The Charity Commission is reviewing the activities of the charity behind the DONATE digital fundraising platform for the second time, to determine whether there are ongoing “regulatory concerns”.
The National Funding Scheme (NFS), which operates the DONATE digital fundraising platform, is under the spotlight again following the Charity Commission’s decision to open a fresh case to review its compliance with charity rules.
This is the second time in two years that the Commission’s senior investigators have opened a case relating to the organisation, “to assess whether there are regulatory concerns” about its activities, a spokesperson confirmed to AP.
The new case has been opened following the publication of the organisation’s latest accounts, which reveal falling donations and a continuing deficit.
The Charity Commission first conducted a regulatory review of the charity in 2016, after a range of concerns were raised about its activities, including a conflict of interest involving the charity’s founder, William Makower, and two private companies of which he is a director and major shareholder.
After closing the initial case, the Charity Commission told AP: “Trustees have provided the appropriate evidence to manage our existing concerns at this time.”
NFS’s latest accounts show that, since its launch over four years ago, the DONATE platform has been used to facilitate donations worth almost £500k. But to achieve this, the charity has accepted grants to the value of over £628k from funders including Arts Council England, Nesta and Paul Hamlyn Foundation, primarily for a software licence and digital development work. Nearly three quarters of this has been paid or is owed to Makower’s two companies, Panlogic Ltd and Digital Information and Giving Ltd.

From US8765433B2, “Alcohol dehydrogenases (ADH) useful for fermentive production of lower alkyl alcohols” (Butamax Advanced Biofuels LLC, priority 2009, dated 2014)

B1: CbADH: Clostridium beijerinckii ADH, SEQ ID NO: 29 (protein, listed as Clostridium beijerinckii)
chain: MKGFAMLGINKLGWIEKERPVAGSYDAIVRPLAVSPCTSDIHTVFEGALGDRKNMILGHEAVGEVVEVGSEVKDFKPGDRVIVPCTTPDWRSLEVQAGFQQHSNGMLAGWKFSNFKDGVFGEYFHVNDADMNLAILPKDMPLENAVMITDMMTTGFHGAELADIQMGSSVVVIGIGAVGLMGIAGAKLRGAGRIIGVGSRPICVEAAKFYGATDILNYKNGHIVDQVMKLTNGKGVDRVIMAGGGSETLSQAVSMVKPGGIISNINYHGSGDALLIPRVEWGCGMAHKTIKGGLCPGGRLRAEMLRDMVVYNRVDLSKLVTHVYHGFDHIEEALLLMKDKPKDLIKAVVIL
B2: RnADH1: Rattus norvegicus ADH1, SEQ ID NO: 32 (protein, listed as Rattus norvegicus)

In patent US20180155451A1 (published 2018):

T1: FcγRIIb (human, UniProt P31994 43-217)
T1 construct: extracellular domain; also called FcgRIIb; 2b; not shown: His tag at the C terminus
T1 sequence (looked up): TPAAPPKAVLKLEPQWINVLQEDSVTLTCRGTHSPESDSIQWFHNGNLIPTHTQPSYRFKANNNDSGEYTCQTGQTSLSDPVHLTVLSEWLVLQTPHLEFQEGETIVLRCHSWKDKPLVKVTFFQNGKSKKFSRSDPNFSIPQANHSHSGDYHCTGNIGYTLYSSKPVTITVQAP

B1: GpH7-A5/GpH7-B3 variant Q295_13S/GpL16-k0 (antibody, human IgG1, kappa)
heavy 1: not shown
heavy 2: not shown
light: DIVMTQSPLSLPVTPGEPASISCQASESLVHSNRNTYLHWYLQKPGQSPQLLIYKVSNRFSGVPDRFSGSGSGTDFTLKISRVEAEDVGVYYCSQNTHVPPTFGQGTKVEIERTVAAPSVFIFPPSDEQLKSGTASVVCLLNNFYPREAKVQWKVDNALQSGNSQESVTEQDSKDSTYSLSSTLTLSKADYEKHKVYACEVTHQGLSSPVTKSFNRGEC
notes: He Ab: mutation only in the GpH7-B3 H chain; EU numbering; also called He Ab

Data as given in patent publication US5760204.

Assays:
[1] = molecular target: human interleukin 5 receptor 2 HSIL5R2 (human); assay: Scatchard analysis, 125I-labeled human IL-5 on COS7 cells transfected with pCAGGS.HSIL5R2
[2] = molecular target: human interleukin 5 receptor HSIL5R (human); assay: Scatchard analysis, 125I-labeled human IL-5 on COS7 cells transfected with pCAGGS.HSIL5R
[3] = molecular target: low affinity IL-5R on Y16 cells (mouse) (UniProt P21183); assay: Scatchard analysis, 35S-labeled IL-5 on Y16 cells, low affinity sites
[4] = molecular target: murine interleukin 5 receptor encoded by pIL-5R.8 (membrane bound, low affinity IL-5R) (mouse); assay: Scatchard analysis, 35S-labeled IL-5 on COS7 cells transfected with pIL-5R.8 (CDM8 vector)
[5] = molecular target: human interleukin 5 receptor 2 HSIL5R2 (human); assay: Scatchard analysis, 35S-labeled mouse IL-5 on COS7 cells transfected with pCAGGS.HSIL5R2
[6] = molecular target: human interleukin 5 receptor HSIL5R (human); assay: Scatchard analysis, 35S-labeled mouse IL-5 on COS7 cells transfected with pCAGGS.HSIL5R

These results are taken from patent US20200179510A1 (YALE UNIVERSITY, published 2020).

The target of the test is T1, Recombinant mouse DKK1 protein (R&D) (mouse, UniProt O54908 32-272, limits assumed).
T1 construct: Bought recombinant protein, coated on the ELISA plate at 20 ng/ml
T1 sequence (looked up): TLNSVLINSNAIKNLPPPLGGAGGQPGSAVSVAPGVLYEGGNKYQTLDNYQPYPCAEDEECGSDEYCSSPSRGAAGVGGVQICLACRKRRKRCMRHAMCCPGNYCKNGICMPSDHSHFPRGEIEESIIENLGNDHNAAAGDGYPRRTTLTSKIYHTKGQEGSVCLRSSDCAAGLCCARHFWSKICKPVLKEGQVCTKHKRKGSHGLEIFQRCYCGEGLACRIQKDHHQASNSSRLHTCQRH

The 2015/16 accounts noted that the trustees were “very aware of the potentially conflicted position of Mr Makower and have taken advice directly from the Charity Commission” on this.
A history of controversy
The NFS has been beset by controversy from the start. It came to prominence following high-profile support for its launch from former Culture Secretary Jeremy Hunt, who personally commended Makower for his work developing digital giving in the arts.
Interventions by the DCMS, a member of the House of Lords, the V&A and the National Portrait Gallery enabled the fledgling company to use the designation ‘national’ in its name – something restricted to companies that demonstrate they are “pre-eminent or very substantial” in their field.
The NFS describes its charitable objectives as “the promotion of the efficiency and effectiveness of charities,” which it aims to do primarily through supporting new digital ways of giving to charities. But NFS has faced criticism for replicating the work of other more popular donation platforms, which charge lower fees.
An AP investigation revealed that the NFS’s early fundraising ambitions were fanciful. By 2015 the organisation had helped charities raise just £250k – just 1% of its £24m target.